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Interactive session reviews challenges in business transition amongst families

by Wyoming Livestock Roundup

Worland – University of Extension Educators Caleb Carter, John Hewlett and Jeremiah Vardiman spoke with producers at WESTI Ag Days in Worland about issues they face in their own operations related to the transfer of business management on Feb. 19.

Collecting anonymous answers from the group, the Extension team and audience looked at how opinions differ between older and younger generations.

The Extension team asked which families had regular discussions about financial information and bank statements, which families had an outlined process for conflict resolution, what the most important technologies are in irrigation and more.

Different perspectives

“We often see that the founding generation believes they encourage family members to practice effective communication skills, but the next generation folks don’t necessarily agree,” commented Hewlett. “Just because we think it’s happening doesn’t mean those on the other side of the issue agree.”

Vardiman also reminded producers that stressful situations, such as a death in the family, can disrupt how well people communicate and how families work together to solve issues.

“The issues surrounding the transfer of the estate are one thing, but we should also be talking about the management responsibility and how to bring the next generation in to become more involved on a day-to-day or year-to-year basis,” Hewlett explained.

Individuals have their own perspectives on certain issues, while the family dynamic may not always align with those same wants and desires. The Extension team acknowledged how uncomfortable certain conversations can be.

“We may also have non-family members or more extended family who are involved and included in the business but not part of the close-knit family,” Hewlett added.

All of the interconnected relationships impact management on the operation and how business decisions are made.

“There are a lot of different connections to put together to decide who is where and what roles and responsibilities have been assumed versus those that everyone wants,” he continued.


Breaking down the issues into three different categories, the Extension team reviewed business issues, communication and production management.

Business issues relate to topics such as the formalized structure of management and how business transactions are conducted.

“Where is the checkbook at? What loans need to be paid and when?” Vardiman asked the group, inquiring how many family members would be able to answer those kinds of questions.

Communication topics included ways in which business information is shared amongst family members, while remaining sensitive to the varying perspectives across age, gender and roles within the business and family.

One of the audience members reminded the group that having a centralized location for all of the relevant paperwork and financial information is helpful. In her own experience, a family member who passed away had been the only one who knew about a particular piece of land that was still under a loan. Once he passed, no one knew there were payments that needed to be made.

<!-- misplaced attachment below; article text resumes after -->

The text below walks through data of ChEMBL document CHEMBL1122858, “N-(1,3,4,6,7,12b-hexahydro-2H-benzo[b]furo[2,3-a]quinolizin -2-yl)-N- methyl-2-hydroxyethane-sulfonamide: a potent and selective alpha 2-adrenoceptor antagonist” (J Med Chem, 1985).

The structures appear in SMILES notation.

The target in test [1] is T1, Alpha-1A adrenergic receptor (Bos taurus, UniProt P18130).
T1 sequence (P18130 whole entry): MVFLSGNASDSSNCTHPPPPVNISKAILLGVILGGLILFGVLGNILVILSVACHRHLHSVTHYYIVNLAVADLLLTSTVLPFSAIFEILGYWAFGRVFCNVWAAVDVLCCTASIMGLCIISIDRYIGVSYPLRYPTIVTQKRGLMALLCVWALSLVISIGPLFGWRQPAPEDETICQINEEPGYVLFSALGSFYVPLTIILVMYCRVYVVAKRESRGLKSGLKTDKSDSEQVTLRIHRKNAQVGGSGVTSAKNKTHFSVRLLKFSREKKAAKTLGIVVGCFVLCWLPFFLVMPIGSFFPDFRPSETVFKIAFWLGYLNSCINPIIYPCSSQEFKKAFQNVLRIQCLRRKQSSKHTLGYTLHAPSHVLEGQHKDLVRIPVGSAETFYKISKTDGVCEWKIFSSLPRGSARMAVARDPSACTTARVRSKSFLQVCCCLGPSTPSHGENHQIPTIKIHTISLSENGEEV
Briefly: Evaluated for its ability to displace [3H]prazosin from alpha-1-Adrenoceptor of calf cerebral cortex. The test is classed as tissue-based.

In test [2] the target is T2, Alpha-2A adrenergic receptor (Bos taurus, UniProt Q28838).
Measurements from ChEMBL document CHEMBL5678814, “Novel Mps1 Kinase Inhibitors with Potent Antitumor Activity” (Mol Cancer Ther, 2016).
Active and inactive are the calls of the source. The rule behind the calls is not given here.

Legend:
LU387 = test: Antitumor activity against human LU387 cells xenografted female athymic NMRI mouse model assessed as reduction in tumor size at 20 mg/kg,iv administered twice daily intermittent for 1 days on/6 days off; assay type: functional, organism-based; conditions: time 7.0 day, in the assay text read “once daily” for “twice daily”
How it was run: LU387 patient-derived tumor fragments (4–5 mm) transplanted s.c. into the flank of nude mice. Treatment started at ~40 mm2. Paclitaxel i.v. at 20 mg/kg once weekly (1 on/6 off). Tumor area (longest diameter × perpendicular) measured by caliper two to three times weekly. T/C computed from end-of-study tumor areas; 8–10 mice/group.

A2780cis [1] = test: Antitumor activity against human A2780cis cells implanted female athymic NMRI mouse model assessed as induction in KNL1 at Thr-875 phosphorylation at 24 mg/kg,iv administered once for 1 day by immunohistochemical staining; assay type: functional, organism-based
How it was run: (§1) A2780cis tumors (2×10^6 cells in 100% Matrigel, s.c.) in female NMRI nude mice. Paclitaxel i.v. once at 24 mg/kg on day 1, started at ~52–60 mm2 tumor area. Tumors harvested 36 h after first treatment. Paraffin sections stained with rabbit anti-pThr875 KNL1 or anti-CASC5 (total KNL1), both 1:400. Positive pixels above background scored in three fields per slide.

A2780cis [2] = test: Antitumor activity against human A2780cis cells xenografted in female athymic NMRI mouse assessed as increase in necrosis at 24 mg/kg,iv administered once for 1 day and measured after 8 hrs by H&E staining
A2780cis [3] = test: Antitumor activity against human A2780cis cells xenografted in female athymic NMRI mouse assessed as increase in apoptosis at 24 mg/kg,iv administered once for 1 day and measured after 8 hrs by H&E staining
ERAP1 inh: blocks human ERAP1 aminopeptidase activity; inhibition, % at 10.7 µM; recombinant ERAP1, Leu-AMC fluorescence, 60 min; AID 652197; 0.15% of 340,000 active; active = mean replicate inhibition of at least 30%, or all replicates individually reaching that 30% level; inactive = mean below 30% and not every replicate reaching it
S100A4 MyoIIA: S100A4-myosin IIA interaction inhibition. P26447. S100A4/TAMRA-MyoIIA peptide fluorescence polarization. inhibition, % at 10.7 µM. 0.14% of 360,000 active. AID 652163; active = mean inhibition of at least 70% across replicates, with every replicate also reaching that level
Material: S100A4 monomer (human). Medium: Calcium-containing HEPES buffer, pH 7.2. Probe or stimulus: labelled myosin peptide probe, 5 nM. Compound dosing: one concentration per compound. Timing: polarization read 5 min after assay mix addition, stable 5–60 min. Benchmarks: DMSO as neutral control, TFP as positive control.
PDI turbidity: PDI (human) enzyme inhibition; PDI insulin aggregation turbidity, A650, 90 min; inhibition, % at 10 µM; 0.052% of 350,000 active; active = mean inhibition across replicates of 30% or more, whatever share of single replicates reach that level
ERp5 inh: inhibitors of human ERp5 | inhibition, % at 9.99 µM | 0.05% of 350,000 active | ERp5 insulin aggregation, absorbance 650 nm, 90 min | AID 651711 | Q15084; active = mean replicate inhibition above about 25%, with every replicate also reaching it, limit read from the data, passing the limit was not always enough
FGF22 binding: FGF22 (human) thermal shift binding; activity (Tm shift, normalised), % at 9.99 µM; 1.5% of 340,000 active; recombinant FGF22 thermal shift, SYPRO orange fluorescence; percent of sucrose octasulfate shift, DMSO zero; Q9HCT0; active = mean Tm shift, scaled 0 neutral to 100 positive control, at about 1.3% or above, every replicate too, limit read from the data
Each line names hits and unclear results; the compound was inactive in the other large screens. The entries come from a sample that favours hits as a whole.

“Communication at the business level happens at a different level then when we are talking one-on-one,” related Hewlett.

He also asked, “How many families support and encourage family members to improve and practice effective communication skills?”


Turning to production management, the Extension team asked the audience to consider who in their families manages specific tasks related to livestock, cropping, labor or other production activities.

“Who is personally involved in making management decisions on the operation?” Carter questioned.

Two-thirds of the older generation participating in the discussion indicated they were directly involved, while about 50 percent of the younger generation expressed they felt directly involved.

Carter then presented a series of questions about which management practices each individual preferred in the context of his or her farm or ranch.

For example, he asked, “What is the most important method for marketing calves under current conditions – the sale barn, video auctions, forward contracts or direct sales?”

The group was split almost by thirds amongst forward buying and direct sales, the sale barn and video auctions.


Carter encouraged family members to talk with each other about why they preferred certain methods, discussing which advantages and challenges they perceived for each option.

One of the audience members noted that when the older generation in a family opposes an idea, it isn’t always because they are stuck in their ways. Sometimes, she shared, they have experience that has persuaded them in a particular direction.

Carter echoed her comments saying, “We need to talk about why we do things a certain way and share what happened when we tried something that didn’t work.”

Hewlett reminded the group that going through a transition means letting go of some of the control and allowing new business managers to make mistakes. The goal, he said, is to let the incoming generation make some small mistakes instead of leaving them to make big mistakes that could jeopardize the whole business down the road.

“Transferring management responsibilities is a lot more likely to get done successfully if we plan for it,” he said.

Natasha Wheeler is editor of the Wyoming Livestock Roundup and can be contacted at

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